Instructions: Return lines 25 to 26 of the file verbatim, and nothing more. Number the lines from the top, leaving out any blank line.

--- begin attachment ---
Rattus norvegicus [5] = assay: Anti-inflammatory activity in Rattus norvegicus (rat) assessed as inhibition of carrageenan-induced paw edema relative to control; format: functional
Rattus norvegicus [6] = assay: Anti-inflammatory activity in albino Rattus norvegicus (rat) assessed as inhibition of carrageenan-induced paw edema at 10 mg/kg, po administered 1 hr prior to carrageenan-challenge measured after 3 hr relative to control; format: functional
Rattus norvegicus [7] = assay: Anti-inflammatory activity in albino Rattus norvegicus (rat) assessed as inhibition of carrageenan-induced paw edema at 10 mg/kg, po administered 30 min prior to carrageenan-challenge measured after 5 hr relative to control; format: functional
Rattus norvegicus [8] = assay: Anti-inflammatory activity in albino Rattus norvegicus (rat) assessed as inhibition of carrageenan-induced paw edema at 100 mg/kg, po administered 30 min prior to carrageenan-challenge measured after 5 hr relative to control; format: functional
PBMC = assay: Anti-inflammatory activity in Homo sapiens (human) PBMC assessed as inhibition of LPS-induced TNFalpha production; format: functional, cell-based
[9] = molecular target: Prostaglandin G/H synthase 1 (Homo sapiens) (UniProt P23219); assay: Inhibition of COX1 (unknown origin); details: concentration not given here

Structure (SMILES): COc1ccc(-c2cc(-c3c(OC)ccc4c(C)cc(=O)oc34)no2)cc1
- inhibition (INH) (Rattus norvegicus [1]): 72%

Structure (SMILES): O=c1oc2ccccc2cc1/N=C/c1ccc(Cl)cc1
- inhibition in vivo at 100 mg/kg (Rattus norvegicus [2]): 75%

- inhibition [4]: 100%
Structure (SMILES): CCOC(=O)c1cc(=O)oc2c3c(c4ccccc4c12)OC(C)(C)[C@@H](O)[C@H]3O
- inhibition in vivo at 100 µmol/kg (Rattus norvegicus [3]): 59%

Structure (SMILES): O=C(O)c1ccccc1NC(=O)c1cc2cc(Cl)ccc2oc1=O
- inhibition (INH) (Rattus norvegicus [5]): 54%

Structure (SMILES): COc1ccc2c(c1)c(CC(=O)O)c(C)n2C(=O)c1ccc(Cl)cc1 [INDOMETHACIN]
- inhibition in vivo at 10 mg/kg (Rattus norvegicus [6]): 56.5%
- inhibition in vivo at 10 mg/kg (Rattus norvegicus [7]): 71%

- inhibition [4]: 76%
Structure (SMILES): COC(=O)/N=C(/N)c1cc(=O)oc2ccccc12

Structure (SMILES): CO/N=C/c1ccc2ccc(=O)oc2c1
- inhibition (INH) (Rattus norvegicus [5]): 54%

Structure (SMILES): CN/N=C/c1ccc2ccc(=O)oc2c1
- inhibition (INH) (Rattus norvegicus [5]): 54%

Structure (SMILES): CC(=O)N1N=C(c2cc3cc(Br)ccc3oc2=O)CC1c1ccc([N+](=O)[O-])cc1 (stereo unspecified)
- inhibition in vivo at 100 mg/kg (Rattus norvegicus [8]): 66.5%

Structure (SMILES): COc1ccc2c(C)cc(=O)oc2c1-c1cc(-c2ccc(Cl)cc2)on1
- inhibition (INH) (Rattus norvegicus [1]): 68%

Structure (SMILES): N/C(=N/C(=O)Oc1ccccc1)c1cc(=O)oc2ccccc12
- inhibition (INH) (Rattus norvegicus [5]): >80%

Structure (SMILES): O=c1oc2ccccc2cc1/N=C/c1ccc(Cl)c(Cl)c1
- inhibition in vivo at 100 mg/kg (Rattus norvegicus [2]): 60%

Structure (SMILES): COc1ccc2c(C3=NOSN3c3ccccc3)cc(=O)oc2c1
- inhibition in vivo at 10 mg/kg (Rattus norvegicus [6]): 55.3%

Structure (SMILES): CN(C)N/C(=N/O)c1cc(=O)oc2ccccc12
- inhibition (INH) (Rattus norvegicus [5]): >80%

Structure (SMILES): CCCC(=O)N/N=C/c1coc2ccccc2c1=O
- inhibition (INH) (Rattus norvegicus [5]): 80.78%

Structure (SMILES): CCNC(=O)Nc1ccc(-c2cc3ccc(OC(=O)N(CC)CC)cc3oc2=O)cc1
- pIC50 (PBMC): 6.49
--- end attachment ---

Structure (SMILES): CC(=O)N1N=C(c2cc3cc(Br)ccc3oc2=O)CC1c1ccc([N+](=O)[O-])cc1 (stereo unspecified)
- inhibition in vivo at 100 mg/kg (Rattus norvegicus [8]): 66.5%